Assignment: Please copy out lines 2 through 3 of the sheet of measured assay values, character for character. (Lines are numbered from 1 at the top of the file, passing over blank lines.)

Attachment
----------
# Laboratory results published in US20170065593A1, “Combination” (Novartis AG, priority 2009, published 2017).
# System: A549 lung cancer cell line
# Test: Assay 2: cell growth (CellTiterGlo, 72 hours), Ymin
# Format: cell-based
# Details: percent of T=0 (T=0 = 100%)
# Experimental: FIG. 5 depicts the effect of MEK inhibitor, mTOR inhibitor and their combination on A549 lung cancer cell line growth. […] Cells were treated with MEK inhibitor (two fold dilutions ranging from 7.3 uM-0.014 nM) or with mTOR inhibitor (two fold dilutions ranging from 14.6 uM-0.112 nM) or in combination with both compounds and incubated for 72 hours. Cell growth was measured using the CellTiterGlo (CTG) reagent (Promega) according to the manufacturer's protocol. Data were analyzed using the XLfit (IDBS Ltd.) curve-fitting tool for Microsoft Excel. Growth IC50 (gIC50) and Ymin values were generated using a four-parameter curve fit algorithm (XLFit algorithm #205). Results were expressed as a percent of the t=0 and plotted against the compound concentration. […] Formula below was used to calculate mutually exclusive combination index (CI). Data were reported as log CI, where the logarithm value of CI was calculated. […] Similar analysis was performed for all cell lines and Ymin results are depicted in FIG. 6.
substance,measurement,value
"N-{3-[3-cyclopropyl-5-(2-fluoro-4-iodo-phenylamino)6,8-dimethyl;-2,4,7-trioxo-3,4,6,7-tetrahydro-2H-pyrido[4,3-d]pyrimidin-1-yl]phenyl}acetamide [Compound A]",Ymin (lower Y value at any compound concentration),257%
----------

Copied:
# System: A549 lung cancer cell line
# Test: Assay 2: cell growth (CellTiterGlo, 72 hours), Ymin